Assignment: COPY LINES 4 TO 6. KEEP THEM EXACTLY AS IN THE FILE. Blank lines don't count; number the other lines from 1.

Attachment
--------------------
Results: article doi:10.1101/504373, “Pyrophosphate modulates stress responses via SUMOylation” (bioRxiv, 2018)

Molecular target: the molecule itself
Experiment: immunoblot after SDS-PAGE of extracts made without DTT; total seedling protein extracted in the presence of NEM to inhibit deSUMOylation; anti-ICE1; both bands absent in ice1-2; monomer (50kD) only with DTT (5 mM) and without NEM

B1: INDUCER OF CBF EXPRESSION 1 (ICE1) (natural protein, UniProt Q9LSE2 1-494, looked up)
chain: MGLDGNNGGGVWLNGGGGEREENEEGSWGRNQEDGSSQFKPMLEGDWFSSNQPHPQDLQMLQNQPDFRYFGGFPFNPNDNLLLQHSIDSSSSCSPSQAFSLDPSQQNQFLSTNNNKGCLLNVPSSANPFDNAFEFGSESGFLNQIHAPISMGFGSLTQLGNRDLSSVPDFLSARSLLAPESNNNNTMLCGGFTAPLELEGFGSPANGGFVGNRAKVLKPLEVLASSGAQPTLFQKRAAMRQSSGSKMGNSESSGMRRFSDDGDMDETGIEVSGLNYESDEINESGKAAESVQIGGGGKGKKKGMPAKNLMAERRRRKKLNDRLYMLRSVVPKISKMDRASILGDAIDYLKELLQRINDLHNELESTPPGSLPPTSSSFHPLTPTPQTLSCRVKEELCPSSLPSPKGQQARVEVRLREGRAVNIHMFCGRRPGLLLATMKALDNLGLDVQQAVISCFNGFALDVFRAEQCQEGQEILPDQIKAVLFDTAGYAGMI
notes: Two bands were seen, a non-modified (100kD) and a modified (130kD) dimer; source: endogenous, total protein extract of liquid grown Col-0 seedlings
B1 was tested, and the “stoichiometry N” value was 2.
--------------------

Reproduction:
B1: INDUCER OF CBF EXPRESSION 1 (ICE1) (natural protein, UniProt Q9LSE2 1-494, looked up)
chain: MGLDGNNGGGVWLNGGGGEREENEEGSWGRNQEDGSSQFKPMLEGDWFSSNQPHPQDLQMLQNQPDFRYFGGFPFNPNDNLLLQHSIDSSSSCSPSQAFSLDPSQQNQFLSTNNNKGCLLNVPSSANPFDNAFEFGSESGFLNQIHAPISMGFGSLTQLGNRDLSSVPDFLSARSLLAPESNNNNTMLCGGFTAPLELEGFGSPANGGFVGNRAKVLKPLEVLASSGAQPTLFQKRAAMRQSSGSKMGNSESSGMRRFSDDGDMDETGIEVSGLNYESDEINESGKAAESVQIGGGGKGKKKGMPAKNLMAERRRRKKLNDRLYMLRSVVPKISKMDRASILGDAIDYLKELLQRINDLHNELESTPPGSLPPTSSSFHPLTPTPQTLSCRVKEELCPSSLPSPKGQQARVEVRLREGRAVNIHMFCGRRPGLLLATMKALDNLGLDVQQAVISCFNGFALDVFRAEQCQEGQEILPDQIKAVLFDTAGYAGMI
notes: Two bands were seen, a non-modified (100kD) and a modified (130kD) dimer; source: endogenous, total protein extract of liquid grown Col-0 seedlings